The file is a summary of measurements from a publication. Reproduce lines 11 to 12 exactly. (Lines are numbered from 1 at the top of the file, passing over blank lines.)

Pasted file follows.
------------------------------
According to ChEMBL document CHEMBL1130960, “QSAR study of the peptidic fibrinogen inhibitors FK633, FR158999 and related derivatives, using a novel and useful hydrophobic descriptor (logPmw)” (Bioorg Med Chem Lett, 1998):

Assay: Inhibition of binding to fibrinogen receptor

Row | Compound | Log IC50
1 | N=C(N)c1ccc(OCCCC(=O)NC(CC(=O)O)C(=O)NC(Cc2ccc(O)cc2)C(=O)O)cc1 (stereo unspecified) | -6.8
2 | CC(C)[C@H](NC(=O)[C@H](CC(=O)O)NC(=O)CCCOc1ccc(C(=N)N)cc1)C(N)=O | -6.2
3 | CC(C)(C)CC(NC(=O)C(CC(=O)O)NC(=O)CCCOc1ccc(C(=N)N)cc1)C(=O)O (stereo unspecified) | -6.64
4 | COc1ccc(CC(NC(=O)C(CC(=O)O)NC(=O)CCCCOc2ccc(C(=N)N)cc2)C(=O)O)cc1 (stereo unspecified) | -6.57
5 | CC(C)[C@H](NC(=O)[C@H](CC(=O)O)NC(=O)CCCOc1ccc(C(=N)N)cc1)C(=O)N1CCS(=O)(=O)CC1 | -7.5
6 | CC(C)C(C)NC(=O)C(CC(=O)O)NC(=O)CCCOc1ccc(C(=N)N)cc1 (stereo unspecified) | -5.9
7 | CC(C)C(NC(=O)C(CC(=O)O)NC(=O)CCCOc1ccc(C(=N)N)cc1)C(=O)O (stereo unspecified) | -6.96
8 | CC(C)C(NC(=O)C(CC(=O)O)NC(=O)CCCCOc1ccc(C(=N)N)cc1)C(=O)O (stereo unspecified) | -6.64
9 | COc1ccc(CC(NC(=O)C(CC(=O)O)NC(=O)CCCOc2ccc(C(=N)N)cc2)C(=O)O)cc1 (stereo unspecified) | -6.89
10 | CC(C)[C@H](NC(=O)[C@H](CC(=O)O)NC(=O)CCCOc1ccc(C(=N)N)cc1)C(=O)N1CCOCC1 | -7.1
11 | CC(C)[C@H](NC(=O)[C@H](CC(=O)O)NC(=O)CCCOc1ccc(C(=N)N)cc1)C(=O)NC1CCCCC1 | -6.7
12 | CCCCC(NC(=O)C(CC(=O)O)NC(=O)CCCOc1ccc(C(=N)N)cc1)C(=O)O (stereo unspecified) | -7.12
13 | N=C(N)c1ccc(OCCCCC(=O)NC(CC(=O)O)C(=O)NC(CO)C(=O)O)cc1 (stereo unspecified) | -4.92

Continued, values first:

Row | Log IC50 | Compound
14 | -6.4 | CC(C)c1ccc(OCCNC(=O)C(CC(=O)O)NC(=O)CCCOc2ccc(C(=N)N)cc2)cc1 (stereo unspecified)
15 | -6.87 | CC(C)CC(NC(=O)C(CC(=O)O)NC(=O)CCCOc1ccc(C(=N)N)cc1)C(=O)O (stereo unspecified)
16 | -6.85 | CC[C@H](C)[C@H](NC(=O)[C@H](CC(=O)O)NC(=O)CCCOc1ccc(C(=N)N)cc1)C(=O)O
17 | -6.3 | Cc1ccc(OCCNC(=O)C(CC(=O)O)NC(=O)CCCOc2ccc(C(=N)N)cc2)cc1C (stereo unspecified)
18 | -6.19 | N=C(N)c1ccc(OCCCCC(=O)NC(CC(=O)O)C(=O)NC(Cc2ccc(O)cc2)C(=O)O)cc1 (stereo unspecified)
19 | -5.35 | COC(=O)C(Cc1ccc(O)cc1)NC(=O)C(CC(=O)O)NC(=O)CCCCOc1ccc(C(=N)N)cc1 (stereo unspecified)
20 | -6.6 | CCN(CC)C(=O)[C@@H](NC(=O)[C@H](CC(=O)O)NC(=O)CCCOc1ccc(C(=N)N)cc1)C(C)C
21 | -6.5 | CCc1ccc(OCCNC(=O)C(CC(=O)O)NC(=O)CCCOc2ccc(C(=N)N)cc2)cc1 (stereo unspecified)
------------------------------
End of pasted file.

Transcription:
8 | CC(C)C(NC(=O)C(CC(=O)O)NC(=O)CCCCOc1ccc(C(=N)N)cc1)C(=O)O (stereo unspecified) | -6.64
9 | COc1ccc(CC(NC(=O)C(CC(=O)O)NC(=O)CCCOc2ccc(C(=N)N)cc2)C(=O)O)cc1 (stereo unspecified) | -6.89